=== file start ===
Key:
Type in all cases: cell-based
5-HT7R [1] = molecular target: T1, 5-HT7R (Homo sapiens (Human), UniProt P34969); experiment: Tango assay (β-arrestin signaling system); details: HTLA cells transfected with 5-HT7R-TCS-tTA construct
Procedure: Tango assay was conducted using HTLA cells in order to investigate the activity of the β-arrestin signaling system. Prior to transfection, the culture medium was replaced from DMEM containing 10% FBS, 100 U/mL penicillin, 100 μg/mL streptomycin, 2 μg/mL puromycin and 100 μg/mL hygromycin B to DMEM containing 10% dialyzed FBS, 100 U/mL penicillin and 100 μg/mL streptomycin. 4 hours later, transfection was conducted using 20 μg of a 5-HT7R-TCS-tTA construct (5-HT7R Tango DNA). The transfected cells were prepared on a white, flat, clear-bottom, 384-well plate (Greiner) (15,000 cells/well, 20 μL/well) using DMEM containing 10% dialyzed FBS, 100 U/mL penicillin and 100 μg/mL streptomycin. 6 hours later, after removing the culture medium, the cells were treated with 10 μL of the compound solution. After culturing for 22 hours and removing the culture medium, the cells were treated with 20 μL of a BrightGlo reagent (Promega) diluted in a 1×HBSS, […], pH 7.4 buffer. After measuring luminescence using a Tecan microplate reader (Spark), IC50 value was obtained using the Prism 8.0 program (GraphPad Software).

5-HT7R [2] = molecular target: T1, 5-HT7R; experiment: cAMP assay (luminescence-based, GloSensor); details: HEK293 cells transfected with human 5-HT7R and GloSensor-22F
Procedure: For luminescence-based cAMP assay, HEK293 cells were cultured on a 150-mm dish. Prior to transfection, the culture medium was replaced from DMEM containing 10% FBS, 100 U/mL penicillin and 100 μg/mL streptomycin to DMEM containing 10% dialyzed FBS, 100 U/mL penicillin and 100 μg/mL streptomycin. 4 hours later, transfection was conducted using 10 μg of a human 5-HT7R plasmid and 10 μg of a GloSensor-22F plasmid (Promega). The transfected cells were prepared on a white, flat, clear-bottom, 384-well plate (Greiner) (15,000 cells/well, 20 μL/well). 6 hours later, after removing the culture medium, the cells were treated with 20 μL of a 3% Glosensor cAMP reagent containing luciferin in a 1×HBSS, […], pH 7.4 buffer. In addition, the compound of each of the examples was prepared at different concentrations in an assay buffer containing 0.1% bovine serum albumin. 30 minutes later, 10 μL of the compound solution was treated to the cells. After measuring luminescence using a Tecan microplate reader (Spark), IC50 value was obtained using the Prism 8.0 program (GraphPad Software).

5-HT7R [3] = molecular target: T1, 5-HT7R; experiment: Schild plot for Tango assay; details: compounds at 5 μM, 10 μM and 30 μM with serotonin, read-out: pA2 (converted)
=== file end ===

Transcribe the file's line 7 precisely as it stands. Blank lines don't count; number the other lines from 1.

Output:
5-HT7R [3] = molecular target: T1, 5-HT7R; experiment: Schild plot for Tango assay; details: compounds at 5 μM, 10 μM and 30 μM with serotonin, read-out: pA2 (converted)